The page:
Going into the Sixties, sunglasses got bigger and any shape and design imaginable show up. Generally, bug-eye and soft edged square shapes were popular. Grace Kelly had a huge selection of sunglasses, and that might be a good place to start if you want to have a reference to shapes and styles before you shop round.

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My dream pair of sunglasses are the pair Audrey Hepburn wears as Holly Golighty in the film Breakfast at Tiffany’s. They have a tortoiseshell framework greenish lenses. These were designed by Oliver Goldsmith. It’s worth checking out some of his other designs too. There are lots of similar designs out there, but if you want the real thing, Oliver Goldsmith reissued a line!

Breakfast at Tiffany's - Oliver Goldsmith sunglasses

This style covers the Seventies owl eyes and modern styles currently popular.

They are well worth it, they met all my expectations. Now I’m scared of scratching them, so I am learning to be glasses conscious, not wearing them on top of my head and always putting them in a hard case when I’m not wearing them.

Here’s my line-up of necessary styles to have a pair for any outfit from the Twenties to the Sixties.

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All these eras are covered by modern styles available to buy on the high street. Now you know what to look for, I hope you find a style you like.

 

Fifties cropped trousers

I love the fit of vintage clothes, that high street brands rarely match. Trousers that fit snug on the waist but actually fit over my hips are difficult to find.

See how nicely Fifties trousers fit, and you’ll be glad to know there are replica vintage brands that fill the need. For example, Collectif, Bernie Dexter, Pinup Girl Clothing, Heyday and Vivien of Holloway.

However, the price tag isn’t always level with the high street because of the work that goes into shaping. Still, they may not match the difference between your waist and hips as they have to size ready-to-wear with an ‘average’ difference. Vintage clothing generally gives a 10″ difference between hips and waist for an hourglass figure, or 12″ appears on my vintage patterns. Let me know if you’re lucky enough to find high waisted trousers with this difference in a high street brand!

I love my replica vintage ladies jeans from Vivien of Holloway. The fit is perfect at the waist and over my hips. This makes them so comfortable, as they just stay put, and don’t require me pulling them up as they stretch. The leg is pretty much a classic straight cut and and the seams don’t twist. The belt loops are fairly big, over an inch, so a belt can be worn. They were sold as rolled up jeans, but i do unroll mine and they come to my ankles. I’m 5’2″, so no supermodel. I guess if you have long legs, they’d be 7/8th length? Still perfect pin up jeans, good with flats or heels, a really flattering fit with a slight stretch to the fabric.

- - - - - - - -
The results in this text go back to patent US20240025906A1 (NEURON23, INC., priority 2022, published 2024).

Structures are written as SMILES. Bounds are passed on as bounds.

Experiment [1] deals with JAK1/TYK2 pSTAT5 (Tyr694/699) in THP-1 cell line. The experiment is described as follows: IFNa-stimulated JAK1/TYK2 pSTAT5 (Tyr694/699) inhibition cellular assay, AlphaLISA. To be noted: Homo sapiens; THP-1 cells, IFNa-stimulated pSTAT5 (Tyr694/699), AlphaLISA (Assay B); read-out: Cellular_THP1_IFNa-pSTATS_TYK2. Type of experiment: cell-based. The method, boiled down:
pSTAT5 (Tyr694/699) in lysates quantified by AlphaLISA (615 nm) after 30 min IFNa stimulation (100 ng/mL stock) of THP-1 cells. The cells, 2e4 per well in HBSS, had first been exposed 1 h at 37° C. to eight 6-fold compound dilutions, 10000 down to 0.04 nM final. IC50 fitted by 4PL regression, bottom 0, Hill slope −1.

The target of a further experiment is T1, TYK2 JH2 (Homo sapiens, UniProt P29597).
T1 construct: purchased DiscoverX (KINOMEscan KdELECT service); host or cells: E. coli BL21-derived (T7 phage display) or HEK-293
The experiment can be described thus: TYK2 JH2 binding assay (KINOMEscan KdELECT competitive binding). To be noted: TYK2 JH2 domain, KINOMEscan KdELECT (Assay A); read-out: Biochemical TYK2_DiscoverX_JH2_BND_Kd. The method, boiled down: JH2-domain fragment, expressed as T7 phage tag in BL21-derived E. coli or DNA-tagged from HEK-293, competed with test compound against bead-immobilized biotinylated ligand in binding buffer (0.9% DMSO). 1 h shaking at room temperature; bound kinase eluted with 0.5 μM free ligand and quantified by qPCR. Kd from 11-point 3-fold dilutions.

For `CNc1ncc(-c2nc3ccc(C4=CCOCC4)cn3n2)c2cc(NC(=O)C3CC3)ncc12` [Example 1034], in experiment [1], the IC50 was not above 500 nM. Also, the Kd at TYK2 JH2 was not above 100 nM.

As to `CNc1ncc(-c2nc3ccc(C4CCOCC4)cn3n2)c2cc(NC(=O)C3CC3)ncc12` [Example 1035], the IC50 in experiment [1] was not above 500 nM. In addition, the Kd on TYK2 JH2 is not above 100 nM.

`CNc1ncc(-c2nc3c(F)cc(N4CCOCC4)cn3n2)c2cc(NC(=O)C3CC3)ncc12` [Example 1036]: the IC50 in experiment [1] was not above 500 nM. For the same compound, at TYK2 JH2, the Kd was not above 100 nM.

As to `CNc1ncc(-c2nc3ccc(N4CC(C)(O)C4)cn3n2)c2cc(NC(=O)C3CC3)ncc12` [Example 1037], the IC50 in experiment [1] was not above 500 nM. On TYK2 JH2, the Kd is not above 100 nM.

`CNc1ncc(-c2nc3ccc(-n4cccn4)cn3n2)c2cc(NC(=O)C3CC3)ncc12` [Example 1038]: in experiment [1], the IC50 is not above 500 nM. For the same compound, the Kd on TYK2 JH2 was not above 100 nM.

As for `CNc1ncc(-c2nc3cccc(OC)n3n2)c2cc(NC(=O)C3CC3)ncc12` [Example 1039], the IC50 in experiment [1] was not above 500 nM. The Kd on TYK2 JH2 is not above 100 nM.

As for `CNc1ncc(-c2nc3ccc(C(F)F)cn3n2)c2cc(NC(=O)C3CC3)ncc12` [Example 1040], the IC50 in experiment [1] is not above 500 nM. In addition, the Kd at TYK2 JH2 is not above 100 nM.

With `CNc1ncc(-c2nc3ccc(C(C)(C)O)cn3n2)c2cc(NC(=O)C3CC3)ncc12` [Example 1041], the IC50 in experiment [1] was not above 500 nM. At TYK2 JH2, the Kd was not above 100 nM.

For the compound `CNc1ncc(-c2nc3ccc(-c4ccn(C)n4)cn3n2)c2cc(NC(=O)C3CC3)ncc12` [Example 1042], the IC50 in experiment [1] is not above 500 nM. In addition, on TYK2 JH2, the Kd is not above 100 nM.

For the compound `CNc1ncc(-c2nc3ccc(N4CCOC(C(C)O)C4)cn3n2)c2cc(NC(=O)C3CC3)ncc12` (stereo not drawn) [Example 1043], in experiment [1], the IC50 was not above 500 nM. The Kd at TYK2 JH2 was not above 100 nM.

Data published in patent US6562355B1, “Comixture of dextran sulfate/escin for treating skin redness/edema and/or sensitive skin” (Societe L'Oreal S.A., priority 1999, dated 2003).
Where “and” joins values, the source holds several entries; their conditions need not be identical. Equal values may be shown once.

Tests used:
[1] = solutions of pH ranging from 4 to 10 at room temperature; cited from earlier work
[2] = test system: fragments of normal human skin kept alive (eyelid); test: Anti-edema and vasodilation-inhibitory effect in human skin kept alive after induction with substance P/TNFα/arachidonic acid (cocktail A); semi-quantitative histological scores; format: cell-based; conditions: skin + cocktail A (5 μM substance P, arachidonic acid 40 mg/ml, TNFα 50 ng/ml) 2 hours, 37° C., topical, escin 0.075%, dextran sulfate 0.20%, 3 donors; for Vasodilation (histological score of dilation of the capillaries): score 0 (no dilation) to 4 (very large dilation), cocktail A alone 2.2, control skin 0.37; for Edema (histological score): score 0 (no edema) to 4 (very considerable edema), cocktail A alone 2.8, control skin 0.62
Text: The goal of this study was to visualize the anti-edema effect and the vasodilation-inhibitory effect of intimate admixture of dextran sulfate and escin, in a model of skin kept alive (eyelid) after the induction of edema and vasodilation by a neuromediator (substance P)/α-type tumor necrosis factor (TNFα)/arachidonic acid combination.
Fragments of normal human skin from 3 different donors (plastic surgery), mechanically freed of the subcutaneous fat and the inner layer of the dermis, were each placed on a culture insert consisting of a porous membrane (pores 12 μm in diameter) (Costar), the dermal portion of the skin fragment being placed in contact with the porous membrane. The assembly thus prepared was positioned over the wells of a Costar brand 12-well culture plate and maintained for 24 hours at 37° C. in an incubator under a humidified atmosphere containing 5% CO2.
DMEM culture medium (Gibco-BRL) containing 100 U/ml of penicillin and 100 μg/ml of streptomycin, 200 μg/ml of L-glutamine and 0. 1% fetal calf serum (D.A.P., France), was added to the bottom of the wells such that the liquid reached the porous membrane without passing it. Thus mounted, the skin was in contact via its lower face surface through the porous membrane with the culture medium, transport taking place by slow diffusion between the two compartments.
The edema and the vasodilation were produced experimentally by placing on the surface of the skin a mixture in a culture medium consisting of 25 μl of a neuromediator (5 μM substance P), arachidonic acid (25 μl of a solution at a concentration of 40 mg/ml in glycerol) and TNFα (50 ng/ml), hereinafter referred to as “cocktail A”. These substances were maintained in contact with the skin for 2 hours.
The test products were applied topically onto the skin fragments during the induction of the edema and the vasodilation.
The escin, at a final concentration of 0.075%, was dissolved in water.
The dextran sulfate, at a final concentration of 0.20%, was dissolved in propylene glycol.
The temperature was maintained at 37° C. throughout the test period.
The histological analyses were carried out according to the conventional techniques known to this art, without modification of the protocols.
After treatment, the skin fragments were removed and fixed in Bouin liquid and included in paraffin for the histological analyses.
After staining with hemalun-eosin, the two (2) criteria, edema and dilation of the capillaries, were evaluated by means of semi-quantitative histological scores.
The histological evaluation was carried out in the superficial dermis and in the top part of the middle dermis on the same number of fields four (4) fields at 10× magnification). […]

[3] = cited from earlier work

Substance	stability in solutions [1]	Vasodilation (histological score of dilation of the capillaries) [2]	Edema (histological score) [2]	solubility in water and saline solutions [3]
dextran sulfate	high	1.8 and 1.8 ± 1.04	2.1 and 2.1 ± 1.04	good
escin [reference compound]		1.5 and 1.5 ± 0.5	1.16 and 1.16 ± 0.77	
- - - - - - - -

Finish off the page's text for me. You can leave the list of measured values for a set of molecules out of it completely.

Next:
The other trousers I love wearing because they fit well, are a pair I made from a vintage replica sewing pattern.  I bought some black and white gingham for making Miss Winter’s skirt The Assassination Bureau, and had plenty left over for making a pair of cropped trousers inspired by Marilyn Monroe.

A friend asked me to make her a pair, and here she is channelling Audrey Hepburn, modelling them.

 

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Photo credit: Gina Walbridge

Here’s what to wear with vintage style trousers;

  • A lightweight knit with heels like Marilyn
  • Boat neck top and ballet flats like Audrey
  • Shirt and loafers like Grace

Notice the details too;

  • The decorated flats Audrey wears or the laces on Grace’s flats
  • a scarf as a belt
  • The variety of patterns used for the trousers, while keeping the top plain.

How do you wear yours?

The Avengers – Tara King’s thigh high boots

 

While Diana Rigg as Mrs Peel is my favourite (and her clothes), a few things from Tara King’s wardrobe have been on my wish list. The late Sixties fashion Tara wears generally have a Seventies feel, with garish colour combinations, brown, mini skirts and wide collars, which I don’t wear. I like the purple Palazzo pants and the mustard pair Tara wears with a purple wrapover top.

The evening dresses are pretty, and also the Edwardian outfits in the episode Pandora. For similar inspiration see my post on The Assassination Bureau.